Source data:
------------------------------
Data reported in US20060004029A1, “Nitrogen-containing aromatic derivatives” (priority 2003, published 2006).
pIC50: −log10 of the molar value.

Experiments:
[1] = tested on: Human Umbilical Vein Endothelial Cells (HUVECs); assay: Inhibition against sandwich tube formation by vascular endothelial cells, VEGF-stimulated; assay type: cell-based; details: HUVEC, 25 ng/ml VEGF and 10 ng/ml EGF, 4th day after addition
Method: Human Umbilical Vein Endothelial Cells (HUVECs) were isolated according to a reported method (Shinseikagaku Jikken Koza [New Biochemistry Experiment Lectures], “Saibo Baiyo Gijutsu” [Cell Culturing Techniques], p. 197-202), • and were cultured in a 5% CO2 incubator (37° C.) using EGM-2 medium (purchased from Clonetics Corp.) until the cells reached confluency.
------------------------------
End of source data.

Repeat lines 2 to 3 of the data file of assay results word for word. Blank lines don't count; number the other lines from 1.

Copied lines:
pIC50: −log10 of the molar value.

Experiments: